Recently, I had the chance to rediscover theatre. I went to see a play, for the first time since restrictions have eased here in the UK. This passed summer marked our one year of CineMavericks, and we were really busy with our summer virtual film camps and in-person school workshops.
Getting back on track with teaching was important, but I realised that so was keeping up with cultural events here in London. For me, being inspired helps me inspire others. And I have to admit, it was truly magical to see a play in real life, react to the live performances, and share the moment with a fellow audience. It's a powerful experience that I hope you all get to go to if you have the opportunity to do so.
Capturing the Passage of Time
The play I went to see is called Leopoldstadt by the great Tom Stoppard. It chronicles the lives of one Jewish family in a Viennese neighborhood, over 60 years. As you can imagine, seeing the generations live through prosperity and then extreme hardship was emotional. However, what I want to focus on now is how this play delt with that very device: that of passage of time.
The play starts in 1899, and finishes after 1950. In film, there are so many tricks we can use to back to any period and transcend space and time. The obvious one is flashbacks. This is used so often, and sometimes movies open on a flashback (or a flashforward), and the whole story is getting up to that very moment. Or it's intertwined with the main characters' present scenes. Either way, flashbacks are easy to do but it's precisely because of that that I am not a big fan. Sometimes, simply relying on this device may hinder us from finding really creative solutions to our unique story. Before deciding on adding flashbacks to our stories, let's ask ourselves what the style of our story is, and if there are any more appropriate ways to depict memory.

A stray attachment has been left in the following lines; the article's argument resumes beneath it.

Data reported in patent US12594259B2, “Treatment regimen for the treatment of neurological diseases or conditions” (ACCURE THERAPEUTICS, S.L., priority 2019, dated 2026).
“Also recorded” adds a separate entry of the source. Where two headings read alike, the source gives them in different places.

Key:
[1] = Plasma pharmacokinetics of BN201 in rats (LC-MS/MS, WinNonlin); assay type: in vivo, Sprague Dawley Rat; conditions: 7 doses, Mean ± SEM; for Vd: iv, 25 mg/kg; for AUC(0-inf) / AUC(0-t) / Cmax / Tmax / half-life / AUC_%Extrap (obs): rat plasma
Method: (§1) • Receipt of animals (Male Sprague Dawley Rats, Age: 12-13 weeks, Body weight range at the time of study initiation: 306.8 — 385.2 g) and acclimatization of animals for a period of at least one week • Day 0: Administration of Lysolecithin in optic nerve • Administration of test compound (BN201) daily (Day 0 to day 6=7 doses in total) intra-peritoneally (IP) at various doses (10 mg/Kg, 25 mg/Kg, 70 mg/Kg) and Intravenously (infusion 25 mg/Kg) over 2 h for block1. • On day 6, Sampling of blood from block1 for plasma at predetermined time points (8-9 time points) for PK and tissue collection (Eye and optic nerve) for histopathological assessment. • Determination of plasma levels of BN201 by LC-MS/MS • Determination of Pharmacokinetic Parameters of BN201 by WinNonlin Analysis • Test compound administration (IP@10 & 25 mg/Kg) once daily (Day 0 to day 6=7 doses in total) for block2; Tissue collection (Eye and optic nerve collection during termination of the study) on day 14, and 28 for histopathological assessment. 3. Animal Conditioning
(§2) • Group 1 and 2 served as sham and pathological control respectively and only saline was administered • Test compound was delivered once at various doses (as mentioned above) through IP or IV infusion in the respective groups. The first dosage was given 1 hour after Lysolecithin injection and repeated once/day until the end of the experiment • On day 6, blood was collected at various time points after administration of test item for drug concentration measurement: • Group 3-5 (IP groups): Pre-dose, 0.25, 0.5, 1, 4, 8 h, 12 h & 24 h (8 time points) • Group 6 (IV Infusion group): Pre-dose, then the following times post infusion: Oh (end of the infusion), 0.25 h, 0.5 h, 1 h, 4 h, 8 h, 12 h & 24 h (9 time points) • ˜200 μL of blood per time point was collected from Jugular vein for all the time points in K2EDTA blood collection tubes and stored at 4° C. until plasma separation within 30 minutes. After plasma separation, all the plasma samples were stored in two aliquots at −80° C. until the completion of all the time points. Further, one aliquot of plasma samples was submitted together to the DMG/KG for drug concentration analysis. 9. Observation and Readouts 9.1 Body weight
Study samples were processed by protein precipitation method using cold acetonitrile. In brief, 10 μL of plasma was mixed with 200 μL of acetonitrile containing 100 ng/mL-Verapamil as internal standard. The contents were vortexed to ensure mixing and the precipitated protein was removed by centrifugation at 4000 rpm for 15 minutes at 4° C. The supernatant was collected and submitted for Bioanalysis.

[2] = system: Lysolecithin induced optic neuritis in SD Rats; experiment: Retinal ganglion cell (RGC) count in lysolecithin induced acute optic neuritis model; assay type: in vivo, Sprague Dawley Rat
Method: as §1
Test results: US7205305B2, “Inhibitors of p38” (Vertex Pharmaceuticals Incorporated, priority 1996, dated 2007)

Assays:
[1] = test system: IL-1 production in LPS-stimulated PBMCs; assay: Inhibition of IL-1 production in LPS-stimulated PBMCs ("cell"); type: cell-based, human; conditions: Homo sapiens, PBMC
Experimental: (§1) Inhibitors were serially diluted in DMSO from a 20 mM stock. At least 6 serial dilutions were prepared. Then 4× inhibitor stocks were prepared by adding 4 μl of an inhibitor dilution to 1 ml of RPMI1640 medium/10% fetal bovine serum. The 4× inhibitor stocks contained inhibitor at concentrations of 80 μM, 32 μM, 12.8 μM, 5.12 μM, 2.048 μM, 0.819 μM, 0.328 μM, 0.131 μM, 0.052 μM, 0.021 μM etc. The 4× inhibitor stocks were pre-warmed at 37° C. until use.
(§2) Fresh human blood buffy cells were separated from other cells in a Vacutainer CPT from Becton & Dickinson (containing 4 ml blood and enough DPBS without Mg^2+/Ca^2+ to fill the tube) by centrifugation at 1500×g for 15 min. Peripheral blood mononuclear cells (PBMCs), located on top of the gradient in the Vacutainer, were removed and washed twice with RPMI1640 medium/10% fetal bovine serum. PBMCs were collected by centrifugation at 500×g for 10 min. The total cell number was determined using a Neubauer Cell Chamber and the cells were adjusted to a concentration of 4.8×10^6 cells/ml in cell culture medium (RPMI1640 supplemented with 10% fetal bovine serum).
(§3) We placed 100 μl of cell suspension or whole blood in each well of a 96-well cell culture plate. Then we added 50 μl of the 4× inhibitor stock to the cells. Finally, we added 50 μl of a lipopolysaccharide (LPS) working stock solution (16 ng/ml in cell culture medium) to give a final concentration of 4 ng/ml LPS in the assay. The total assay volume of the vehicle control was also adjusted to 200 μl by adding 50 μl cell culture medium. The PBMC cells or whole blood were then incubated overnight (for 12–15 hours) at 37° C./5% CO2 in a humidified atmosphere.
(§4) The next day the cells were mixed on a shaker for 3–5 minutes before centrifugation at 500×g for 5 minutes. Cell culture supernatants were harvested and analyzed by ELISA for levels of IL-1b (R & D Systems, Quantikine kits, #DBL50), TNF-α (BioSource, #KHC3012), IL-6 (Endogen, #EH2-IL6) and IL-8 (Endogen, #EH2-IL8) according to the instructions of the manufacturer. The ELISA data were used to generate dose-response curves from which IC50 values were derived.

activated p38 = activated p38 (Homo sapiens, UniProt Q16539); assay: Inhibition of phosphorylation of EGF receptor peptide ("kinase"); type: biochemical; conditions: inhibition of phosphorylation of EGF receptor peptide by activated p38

In this play, the scenes were broken down into segments, where we met a certain cast of characters for one segment - and then a different cast (playing their older selves) appeared with a younger (new) set of characters. And so forth. This was narratively sewn together in a linear way, and it really gave us a sense of their journeys from one era to the next.
Of course in plays it's difficult to have flashbacks, but there's no reason the playwright couldn't insert a scene that happened in the past, and then jump back to a present-day scene like in film. Here, he chose not to use flashbacks, and instead chose to have scenes jump in time, with the characters themselves threading the timeline.
Using Mixed Media
Just like Tom Stoppard used his own unique take on illustrating the passage of time, he also added a non-traditional element to his stage.
In between each segment (when the story jumps a few years), a projector screen appeared to transition the sets, and real-life documentary footage of the neighborhood, and the era, was playing.
Of course for me, I love when moving image can elevate a standard play, without it taking away from the beauty of a great mise-en-scène of course. This reminds me that audiences evolve, and that the medium (in this case theatre) should evolve as well. For example, especially since the pandemic we have been so accustomed to watching content on laptops and mobile devices. We are constantly on screens (for better - and for worse) and we engage with video storytelling as if it were second-nature to us. So it makes complete sense that found footage - which existed already - was displayed as a sort of ellipses to the play's timeline. It made the historical events that were featured much more real, much more present. It felt as if we were living them more, and it helped me stay engaged with these portraits of people - within the larger frame of History.
All this is just to say that there are so many techniques used in theatre (and other artforms) that as filmmakers we make choices about all the time. The question is which one is the right choice for our specific stories, and what elements do we feel confident to interpret as the right style? All storytelling is subjective, so whether these above techniques would suit you or not is completely out of the playwright's control. What is in their control is how they establish their unique point of view through bespoke techniques. What are you working on, and what tools are you using to make your story as authentic as possible?
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